Rating: / 5
Waist Width: 113
Lengths: 171, 181, 191
The 2017 Head Cyclic 115 is only negligibly (3 mm) narrower than the flagship model of the Flight series of super-fat freeriders, the A-Star. But its built to be manageable for real (non-elite) skiers in real-world (non-AK) conditions, with deeper sidecut and a softer flex that are better suited to more sensible speeds and aggressiveness. Heavy rocker, a twin-tip tail, and plenty of width combine for a slashy, easy-to-pivot ride, good for throwing huge sprays in the deepest powder.
Head’s Flight series (all model names are helicopter-themed) includes four models with waist widths that range from a powder-specific 118 mm (the pro-level A-Star) down to a more all-conditions-versatile 95 mm (the Venturi). With the exception of the A-Star, all are twin-tips, designed for looser, slashier, more bi-directional performance than the skis in the Head’s Monster series, which are stiffer, edgier, and carvier. Rocker profiles vary. Two models, the Cyclic 115 and the Venturi 95, feature Head’s most pronounced TNT rocker, which is 50 percent underfoot camber, for hardpack carving, with 30 percent tip rocker and 20 percent tail rocker for deep-snow buoyancy and terrain-smoothing shock-absorption. The A-Star and Collective 105 have tip rocker only. Like the Monsters, all Flight series models are built with Head’s World Cup Sandwich Cap construction: wood core for durability and responsiveness, metal laminates (plus vibration dampening strips over the edges) for high-speed calm and edge grip. The sidewalls are vertical and full-length, for maximum edge strength, but not quite full-height: the topsheet drapes over the top corners and rests on three-quarter-height sidewalls, making the ski both more forgiving and more resistant to damage from contact with the other ski’s edge.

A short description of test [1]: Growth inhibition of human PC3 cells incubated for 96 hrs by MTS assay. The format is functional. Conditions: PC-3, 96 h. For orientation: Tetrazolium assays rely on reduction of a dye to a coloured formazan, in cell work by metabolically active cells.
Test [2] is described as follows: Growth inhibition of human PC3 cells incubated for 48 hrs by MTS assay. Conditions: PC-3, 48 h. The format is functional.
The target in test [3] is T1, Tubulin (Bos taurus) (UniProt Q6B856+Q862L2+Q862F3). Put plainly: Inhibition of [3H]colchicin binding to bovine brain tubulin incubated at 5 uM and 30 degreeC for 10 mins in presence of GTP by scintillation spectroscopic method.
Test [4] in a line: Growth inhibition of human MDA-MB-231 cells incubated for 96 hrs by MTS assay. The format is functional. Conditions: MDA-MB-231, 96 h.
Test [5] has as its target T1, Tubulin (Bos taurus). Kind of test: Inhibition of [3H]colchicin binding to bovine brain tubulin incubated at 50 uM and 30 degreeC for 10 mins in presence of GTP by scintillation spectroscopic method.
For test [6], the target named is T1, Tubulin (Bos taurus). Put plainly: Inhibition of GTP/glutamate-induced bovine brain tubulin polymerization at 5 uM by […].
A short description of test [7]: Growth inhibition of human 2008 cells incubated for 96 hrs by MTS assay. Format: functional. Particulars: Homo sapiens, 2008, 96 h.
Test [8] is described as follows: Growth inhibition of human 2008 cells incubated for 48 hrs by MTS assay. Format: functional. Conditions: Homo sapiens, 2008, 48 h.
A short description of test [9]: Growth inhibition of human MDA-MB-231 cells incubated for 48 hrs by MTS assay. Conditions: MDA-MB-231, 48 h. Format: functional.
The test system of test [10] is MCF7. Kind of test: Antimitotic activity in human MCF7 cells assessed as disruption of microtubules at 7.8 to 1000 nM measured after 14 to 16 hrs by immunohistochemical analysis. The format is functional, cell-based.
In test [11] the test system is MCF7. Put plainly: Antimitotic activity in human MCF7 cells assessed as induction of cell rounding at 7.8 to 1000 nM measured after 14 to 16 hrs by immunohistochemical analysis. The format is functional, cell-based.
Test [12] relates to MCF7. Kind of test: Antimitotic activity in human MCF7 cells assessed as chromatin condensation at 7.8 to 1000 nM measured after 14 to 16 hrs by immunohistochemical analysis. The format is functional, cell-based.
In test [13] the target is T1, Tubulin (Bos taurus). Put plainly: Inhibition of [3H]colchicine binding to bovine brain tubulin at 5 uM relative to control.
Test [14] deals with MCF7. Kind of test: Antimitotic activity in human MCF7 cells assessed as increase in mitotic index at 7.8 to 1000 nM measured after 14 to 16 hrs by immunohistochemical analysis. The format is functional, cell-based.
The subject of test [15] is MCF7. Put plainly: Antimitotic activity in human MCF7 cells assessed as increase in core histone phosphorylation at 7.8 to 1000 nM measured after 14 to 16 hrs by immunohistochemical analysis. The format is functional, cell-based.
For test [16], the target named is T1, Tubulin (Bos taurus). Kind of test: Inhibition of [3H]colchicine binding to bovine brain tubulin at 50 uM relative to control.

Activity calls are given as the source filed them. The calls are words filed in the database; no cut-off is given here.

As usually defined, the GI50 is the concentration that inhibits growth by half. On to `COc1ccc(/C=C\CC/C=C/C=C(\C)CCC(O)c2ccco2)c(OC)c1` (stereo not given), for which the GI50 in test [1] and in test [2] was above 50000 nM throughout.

Unlike the Monsters, all Flight Series models are metal-free, which is common in skis this wide, to keep them light and lively. Head’s TTS (Tip and Tail Stabilizer) technology is designed to quiet the tip-flap that plagues some rockered skis while increasing torsional rigidity for better edge grip and decreasing swing weight. It’s an glass-fiber exoskeletal structure that adds lateral stiffness and edge grip, with rubber inserts to dampen vibrations. The Flight series models are the only skis in Head’s line that have not been updated with Head’s new graphene laminate. All are sold flat (no binding).
Head Skis is owned by a Dutch company that also owns Tyrolia bindings. Its factory headquarters are in Kennelbach, Austria; U.S. headquarters are in Boulder, Colo. Head was founded in 1950 by American recreational skier and aeronautical engineer Howard Head, who is acknowledged as the first ski designer to successfully combine metal and plastics in ski design. -J.C.